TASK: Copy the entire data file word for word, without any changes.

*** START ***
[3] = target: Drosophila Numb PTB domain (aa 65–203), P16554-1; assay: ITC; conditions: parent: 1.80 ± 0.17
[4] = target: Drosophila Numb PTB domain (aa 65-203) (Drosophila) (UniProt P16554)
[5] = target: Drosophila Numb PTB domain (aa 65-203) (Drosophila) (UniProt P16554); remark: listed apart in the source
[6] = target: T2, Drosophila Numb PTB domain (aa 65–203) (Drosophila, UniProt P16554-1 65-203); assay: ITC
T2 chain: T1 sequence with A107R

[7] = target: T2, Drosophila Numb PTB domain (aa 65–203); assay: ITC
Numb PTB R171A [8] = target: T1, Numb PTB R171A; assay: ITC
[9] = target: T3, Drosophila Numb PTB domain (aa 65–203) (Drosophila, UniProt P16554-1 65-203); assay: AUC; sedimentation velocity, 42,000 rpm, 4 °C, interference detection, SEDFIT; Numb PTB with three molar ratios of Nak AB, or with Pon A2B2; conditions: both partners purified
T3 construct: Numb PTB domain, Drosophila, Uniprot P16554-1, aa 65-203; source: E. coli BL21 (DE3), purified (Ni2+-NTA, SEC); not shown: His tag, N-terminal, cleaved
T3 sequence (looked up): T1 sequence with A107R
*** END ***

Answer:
[3] = target: Drosophila Numb PTB domain (aa 65–203), P16554-1; assay: ITC; conditions: parent: 1.80 ± 0.17
[4] = target: Drosophila Numb PTB domain (aa 65-203) (Drosophila) (UniProt P16554)
[5] = target: Drosophila Numb PTB domain (aa 65-203) (Drosophila) (UniProt P16554); remark: listed apart in the source
[6] = target: T2, Drosophila Numb PTB domain (aa 65–203) (Drosophila, UniProt P16554-1 65-203); assay: ITC
T2 chain: T1 sequence with A107R

[7] = target: T2, Drosophila Numb PTB domain (aa 65–203); assay: ITC
Numb PTB R171A [8] = target: T1, Numb PTB R171A; assay: ITC
[9] = target: T3, Drosophila Numb PTB domain (aa 65–203) (Drosophila, UniProt P16554-1 65-203); assay: AUC; sedimentation velocity, 42,000 rpm, 4 °C, interference detection, SEDFIT; Numb PTB with three molar ratios of Nak AB, or with Pon A2B2; conditions: both partners purified
T3 construct: Numb PTB domain, Drosophila, Uniprot P16554-1, aa 65-203; source: E. coli BL21 (DE3), purified (Ni2+-NTA, SEC); not shown: His tag, N-terminal, cleaved
T3 sequence (looked up): T1 sequence with A107R